Startup News

Subscribe to Startup News feed Startup News
Startup and Technology News
Updated: 52 min ago

Klaxoon introduces whiteboard-focused conference room for hybrid work

2021, June 15 - 9:12pm

French startup Klaxoon is announcing a product update for its whiteboard collaboration platform as well as a new hardware product. With Hybridity, the company is going to sell ready-to-use conference rooms that optimize hybrid meetings between people currently in the office and people on the go.

Let’s start with the software update. Last year, the company unveiled Board, a visual interface that lets you work together during a video call. It lets you share ideas and collaborate using a whiteboard interface. You can create sticky notes, add text, insert images, move things around and start a video call from there.

Other people on the calls are represented through tiny thumbnails so that you can remain focused on the digital whiteboard. You can also connect Board with your existing video-conferencing tool.

This week, the company is updating Board and renaming it to Board Hybrid. “It’s the new version of Board that isn’t only designed for remote work, but also for hybrid work,” founder and CEO Matthieu Beucher said in a press conference.

Board Hybrid users can now add any type of file to their whiteboard. This way, they don’t have to upload files to a shared drive, create a link and paste the link in the whiteboard. Users can preview PowerPoint presentations, Word files, spreadsheets and more directly from Klaxoon’s interface.

There are some new drawing tools including some new connectors. For instance, you can create mindmaps from there. You can now also share your screen from Klaxoon’s own video-conferencing solution.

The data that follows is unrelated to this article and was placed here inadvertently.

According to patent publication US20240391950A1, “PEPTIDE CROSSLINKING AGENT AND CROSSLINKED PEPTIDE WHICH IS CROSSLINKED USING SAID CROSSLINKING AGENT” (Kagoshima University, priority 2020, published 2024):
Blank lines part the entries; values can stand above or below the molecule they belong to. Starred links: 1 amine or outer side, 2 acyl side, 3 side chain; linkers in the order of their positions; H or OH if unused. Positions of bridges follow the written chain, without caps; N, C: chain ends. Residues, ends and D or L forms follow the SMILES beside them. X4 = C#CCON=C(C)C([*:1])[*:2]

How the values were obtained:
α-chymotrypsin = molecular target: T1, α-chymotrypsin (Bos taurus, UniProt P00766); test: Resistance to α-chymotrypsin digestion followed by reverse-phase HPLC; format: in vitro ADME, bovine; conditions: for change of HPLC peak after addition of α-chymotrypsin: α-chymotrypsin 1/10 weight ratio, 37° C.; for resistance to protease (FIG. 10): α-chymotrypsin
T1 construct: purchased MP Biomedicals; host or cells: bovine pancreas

Image Credits: Klaxoon

The new product is something quite different — it’s a meeting room called Hybridity. It looks like a hexagon-shaped space capsule. There’s no window and it feels like a black box from the outside.

Inside, you’ll find three seats, three screens, three cameras and three Klaxoon Box devices. “Everyone can see everyone perfectly well and everybody can immerse themselves in content,” Beucher said.

If you’ve joined a hybrid meeting from your home, you’re well aware of the issues involved with that setup. Part of the team is sitting in the same room. They look like tiny action figures and you can’t figure out who’s talking.

With this setup, Klaxoon hopes it’ll be easier to run meetings with people in the office and people at home. A Klaxoon Hybridity conference room requires 5 square meters. You can put it down in a corner and move it to another location a couple of years later. It’s not secured in the ground.

Pre-orders will start this week. The company expects to sell Hybridity with a subscription model with prices starting at €2,000 per month. It’s going to be interesting to see whether Klaxoon has found a new revenue stream of it it’s just a fun experiment. But it could replace those tiny phone booths in your office.

Image Credits: Klaxoon

Categories: Business News

Golden Gate Ventures forecasts a record number of exits in Southeast Asia

2021, June 15 - 4:49pm

Despite the pandemic’s economic impact, Southeast Asia’s startup ecosystem has proven to be very resilient. In fact, a new report from investment firm Golden Gate Ventures predicts a record number of exits will happen in the region over the next couple of years, thanks to factors like a maturing ecosystem, more secondary buyers and the emergence of SPACs.